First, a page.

The All-Thing

All carrot and no stick, since ought-three.

賦得暮雨送李胄 (韋應物)


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Mon, 16 Jun 2003

Turing machines

So BoingBoing had a pointer to this article by some dude about Turing machines and Turing computability. This guy allegedly has a PhD in CS from Duke. Wtf.

I posted a critical comment (comment #2) which I'm going to expound upon briefly here.

Turing machines are a model of computation. What makes them universal is that, for any set of separate Turing machines that do different things, including the infinite set of all possible Turing machines, one can find/construct a single Turing machine that does all of those tasks. In other words, adding one Turing machine to another does not remove you from the world of Turing machines—you simply end up with a third Turing machine.

Now what makes Turing machines a powerful idea is the Church-Turing hypothesis, which essentially states that anything that we as humans would call computation can be performed by a Turing machine. The C-T hypothesis, like many scientific theories, can never be logically proved, but it has not been disproved, and people believe it.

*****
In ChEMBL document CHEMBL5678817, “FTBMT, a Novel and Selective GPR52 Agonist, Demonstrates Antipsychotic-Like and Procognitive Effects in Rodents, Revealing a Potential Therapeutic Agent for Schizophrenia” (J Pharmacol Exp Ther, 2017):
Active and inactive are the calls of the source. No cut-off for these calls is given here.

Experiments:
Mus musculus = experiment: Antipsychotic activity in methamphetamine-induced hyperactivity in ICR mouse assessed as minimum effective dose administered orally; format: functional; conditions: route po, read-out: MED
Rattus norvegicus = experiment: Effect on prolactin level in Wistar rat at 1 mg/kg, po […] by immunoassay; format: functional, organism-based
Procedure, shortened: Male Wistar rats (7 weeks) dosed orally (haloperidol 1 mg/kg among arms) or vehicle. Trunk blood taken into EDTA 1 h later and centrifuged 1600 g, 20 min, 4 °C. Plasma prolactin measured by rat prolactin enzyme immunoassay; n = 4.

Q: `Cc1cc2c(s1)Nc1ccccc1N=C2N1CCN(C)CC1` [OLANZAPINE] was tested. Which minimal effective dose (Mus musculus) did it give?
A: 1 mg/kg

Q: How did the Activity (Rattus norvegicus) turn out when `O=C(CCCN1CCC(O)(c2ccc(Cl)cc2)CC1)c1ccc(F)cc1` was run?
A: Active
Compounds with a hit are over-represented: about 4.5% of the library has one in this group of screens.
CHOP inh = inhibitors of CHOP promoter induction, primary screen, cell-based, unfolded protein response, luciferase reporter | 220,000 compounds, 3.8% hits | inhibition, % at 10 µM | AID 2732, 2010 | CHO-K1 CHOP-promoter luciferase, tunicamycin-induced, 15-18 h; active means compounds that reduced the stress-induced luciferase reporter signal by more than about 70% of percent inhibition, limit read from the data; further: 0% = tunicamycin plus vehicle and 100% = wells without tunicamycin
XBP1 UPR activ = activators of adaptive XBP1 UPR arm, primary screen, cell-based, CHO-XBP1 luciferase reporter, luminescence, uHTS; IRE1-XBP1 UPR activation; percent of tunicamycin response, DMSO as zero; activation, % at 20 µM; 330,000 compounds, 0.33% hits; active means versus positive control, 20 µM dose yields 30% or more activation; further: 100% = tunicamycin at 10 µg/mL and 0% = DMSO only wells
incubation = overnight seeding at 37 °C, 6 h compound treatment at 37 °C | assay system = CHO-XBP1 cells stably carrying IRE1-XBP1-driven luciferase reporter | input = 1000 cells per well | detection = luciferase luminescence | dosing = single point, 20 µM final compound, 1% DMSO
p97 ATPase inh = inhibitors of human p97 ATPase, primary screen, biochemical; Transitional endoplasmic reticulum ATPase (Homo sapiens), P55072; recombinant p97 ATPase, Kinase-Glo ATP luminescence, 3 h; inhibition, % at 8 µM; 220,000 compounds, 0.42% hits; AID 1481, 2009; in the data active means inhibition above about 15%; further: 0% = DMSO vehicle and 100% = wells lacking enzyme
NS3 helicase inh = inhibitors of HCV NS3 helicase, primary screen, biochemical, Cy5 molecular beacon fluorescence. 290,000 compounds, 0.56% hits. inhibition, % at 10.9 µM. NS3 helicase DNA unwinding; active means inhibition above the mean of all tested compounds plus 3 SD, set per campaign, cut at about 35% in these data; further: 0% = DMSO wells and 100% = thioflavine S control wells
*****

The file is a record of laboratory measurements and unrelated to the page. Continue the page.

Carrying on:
Computatability theorists have studied more powerful models of computation than Turing machines, in particular ones where you assume the presence of a magical oracle which answers correctly any question you pose it, but these models do not correspond to anything in the real world. Saying that because people have studied these models, Turing machines are somehow irrelevant or insufficient or outdated, is simply incorrect.

Anyways, I just find it a bit bizarre that this guy attacks Turing machines. It's a little difficult to really understand his arguments because he confuses a lot of terminology and ideas.

Posted at 09:26 | /computing | (leave a comment) | permalink


For a light heart lives long. -- Shakespeare, "Love's Labour's Lost"